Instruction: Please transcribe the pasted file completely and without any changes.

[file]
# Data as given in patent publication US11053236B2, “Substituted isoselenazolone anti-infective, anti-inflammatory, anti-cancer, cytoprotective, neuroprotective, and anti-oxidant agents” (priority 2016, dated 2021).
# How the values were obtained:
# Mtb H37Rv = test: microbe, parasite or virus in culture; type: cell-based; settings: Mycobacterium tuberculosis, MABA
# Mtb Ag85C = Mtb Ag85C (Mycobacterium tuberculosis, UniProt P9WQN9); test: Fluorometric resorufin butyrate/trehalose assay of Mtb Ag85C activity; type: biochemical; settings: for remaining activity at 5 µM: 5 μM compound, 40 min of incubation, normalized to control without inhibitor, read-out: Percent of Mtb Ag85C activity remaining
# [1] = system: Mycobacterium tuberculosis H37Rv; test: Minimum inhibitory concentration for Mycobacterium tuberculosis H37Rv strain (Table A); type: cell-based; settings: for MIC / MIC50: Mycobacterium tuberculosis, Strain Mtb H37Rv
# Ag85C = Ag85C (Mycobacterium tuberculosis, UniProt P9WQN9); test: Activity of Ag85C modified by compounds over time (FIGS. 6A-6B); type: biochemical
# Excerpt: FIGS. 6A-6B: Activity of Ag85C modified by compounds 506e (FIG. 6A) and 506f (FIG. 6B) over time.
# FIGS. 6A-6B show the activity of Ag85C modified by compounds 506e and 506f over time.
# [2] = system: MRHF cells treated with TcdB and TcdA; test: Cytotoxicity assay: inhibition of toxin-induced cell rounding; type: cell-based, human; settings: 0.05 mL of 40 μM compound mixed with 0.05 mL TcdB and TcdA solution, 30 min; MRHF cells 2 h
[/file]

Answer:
# Data as given in patent publication US11053236B2, “Substituted isoselenazolone anti-infective, anti-inflammatory, anti-cancer, cytoprotective, neuroprotective, and anti-oxidant agents” (priority 2016, dated 2021).
# How the values were obtained:
# Mtb H37Rv = test: microbe, parasite or virus in culture; type: cell-based; settings: Mycobacterium tuberculosis, MABA
# Mtb Ag85C = Mtb Ag85C (Mycobacterium tuberculosis, UniProt P9WQN9); test: Fluorometric resorufin butyrate/trehalose assay of Mtb Ag85C activity; type: biochemical; settings: for remaining activity at 5 µM: 5 μM compound, 40 min of incubation, normalized to control without inhibitor, read-out: Percent of Mtb Ag85C activity remaining
# [1] = system: Mycobacterium tuberculosis H37Rv; test: Minimum inhibitory concentration for Mycobacterium tuberculosis H37Rv strain (Table A); type: cell-based; settings: for MIC / MIC50: Mycobacterium tuberculosis, Strain Mtb H37Rv
# Ag85C = Ag85C (Mycobacterium tuberculosis, UniProt P9WQN9); test: Activity of Ag85C modified by compounds over time (FIGS. 6A-6B); type: biochemical
# Excerpt: FIGS. 6A-6B: Activity of Ag85C modified by compounds 506e (FIG. 6A) and 506f (FIG. 6B) over time.
# FIGS. 6A-6B show the activity of Ag85C modified by compounds 506e and 506f over time.
# [2] = system: MRHF cells treated with TcdB and TcdA; test: Cytotoxicity assay: inhibition of toxin-induced cell rounding; type: cell-based, human; settings: 0.05 mL of 40 μM compound mixed with 0.05 mL TcdB and TcdA solution, 30 min; MRHF cells 2 h